Alas, after a Steamboat Pizza, a couple beers, a night’s sleep, and then a quick Jeep jaunt around the island the following afternoon…it was already time to leave Nantucket again.
But, as you may or may not know, there’s something you must do on your way off the island…
And this was Daphne’s first time:
Doing so ensures you’ll come back to the island someday. Or, as I told my wife, life goal #847 is to have to throw two pennies when leaving Hyannis, assuring I’ll come back to the mainland someday…
You know, I had a solid, “posting once a week” schedule thing going there for a while, and then work exploded under my helmet and I utterly lost the groove.
But I’m beginning a mini-vacation as of today (taking a few days off this week), which means I have a bit of extra time on my hands…so,
How you doin’?
Good, good. Glad to hear it.
Oh…you know. Doin’ our thing.
Daphne actually has a minor cold right now, and is sniffling and coughing a bit while lying here on the couch next to me.
Hopefully it’s just a little 24-hour bug.
Since I last posted for you all, Jen’s parents have come out to visit us and stayed in nearby Burke for a week, and my mom is currently staying nearby and our plan is to catch up with her over the next couple days as well.
So there have been several grandparent reunions for Daphne, and she’s absolutely loved seeing everyone during their visits to the NEK.
And, speaking of Vermontishness, we recently made a pilgrimage up to the VT DMV in Newport to take yet another step in our quest to become real residents here.
After which we did a quick walk around Newport which, like most places we’ve seen here, is lovely in new and entirely unique ways.
Then we dropped by a park up in Derby Line to let Daph play for a little while, since she was so incredibly well behaved while we filled out 45 minutes worth of automotive paperwork earlier.
And, when we got back home, we sloughed the old Texas tags off the Nanny Car and replaced them with our fresh, green, Vermont plates:
So, while we’re clearly anything butlocal, we now at least appear that way at first glance. As opposed to sporting those high visibility black & white plates that instantly branded us “damn flatlander!” from 50 paces.
Oh, and the more astute of you might’ve noticed something new there in the background… A little red edifice, perhaps?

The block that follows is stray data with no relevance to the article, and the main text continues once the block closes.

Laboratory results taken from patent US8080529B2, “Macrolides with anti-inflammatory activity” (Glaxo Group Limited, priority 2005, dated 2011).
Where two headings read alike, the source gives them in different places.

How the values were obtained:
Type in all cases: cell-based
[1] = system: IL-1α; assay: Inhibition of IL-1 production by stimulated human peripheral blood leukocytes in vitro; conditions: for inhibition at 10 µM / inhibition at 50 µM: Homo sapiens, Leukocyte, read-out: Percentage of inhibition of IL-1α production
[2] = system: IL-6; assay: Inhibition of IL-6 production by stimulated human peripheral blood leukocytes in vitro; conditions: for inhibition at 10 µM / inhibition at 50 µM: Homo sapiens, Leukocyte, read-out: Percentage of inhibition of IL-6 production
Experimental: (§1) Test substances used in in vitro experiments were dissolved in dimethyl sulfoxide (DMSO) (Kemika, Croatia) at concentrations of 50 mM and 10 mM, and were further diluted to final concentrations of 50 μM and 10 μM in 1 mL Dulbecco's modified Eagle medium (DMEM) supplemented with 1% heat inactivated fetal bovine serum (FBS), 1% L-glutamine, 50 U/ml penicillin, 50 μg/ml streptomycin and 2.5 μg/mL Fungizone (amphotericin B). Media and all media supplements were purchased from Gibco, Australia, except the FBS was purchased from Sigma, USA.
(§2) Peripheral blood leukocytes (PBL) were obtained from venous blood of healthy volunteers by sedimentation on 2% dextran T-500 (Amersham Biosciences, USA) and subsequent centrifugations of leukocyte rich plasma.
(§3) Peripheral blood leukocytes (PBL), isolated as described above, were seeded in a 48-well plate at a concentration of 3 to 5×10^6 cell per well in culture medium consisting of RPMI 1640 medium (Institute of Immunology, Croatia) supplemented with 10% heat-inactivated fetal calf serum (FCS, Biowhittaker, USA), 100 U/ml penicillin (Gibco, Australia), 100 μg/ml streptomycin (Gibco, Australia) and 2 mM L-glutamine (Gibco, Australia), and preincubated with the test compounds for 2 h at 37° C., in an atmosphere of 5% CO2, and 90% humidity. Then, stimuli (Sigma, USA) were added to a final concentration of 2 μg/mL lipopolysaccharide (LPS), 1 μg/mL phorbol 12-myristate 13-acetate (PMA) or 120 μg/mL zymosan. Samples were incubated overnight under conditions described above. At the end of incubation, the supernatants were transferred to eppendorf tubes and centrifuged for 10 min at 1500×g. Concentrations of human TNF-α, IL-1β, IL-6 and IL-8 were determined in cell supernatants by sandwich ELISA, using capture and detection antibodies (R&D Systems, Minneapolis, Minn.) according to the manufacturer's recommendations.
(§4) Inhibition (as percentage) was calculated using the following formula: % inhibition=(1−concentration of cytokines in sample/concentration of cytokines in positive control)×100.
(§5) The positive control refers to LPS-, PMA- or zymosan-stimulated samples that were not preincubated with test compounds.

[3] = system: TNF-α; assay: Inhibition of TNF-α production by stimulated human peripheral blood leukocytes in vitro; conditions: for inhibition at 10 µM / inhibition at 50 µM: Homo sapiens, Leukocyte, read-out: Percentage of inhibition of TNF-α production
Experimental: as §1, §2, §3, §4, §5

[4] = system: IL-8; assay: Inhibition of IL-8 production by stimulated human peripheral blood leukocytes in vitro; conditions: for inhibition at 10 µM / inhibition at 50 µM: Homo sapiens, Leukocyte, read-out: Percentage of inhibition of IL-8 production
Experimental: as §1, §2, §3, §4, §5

Yes, our chicken coop arrived a few weeks ago
A bit blurry, but you get the idea.
This picture also humble brags about all the sunflowers that we’ve done absolutely zero work to plant or cultivate but have popped up on their own simply to look beautiful there in our tea herb garden.
Anyway, it follows that a chicken coop would imply chickens themselves. But before you get full-grown chickens…you get baby chicks.
Six baby chicks that have indeed been ordered, and which should be hatching here in the next 12 days, give or take. At which point they’ll be crated up with some snuggly straw, provided a dollop of some bizarre hydrating goop, and will hop a flight to us. We pick them up the moment they arrive at our local post office which, all things being equal, should be sometime during the week of August 23rd.
Which means there will be a lot of chick pics here for you in very short order.
Doesn’t seem possible that it’s been a month since we moved in here, but it’s true!
Although, when I think back to the pulpy blob that was threatening to engulf our house a month ago…
…versus what it looked like after the dumpster was hauled off…
it does feel like it was that long ago.
To celebrate, we had an outdoor dinner, just as we did the very first night we stayed here.
Albeit instead of Subway, this time we had Fenway Franks, carrots and Ruffles. And Saturday was an absolutely perfect day for it too. 71° and sunny.
And, speaking of time marching on, another important milestone was passed last week:
Yep. The girl lost her first tooth.
And I’ll tell you, that’s a really weird moment for a parent.
I mean, it’s a thing that’s supposed to happen, of course. But still…your kid has a gap in their mouth where an incisor is supposed to be. The natural inclination is to rush over there and go, “Gah! What the hell happened?!?” I’m pretty sure her mother wouldn’t find my jokes about Daphne’s future as a cage-fighting hockey player amusing, either.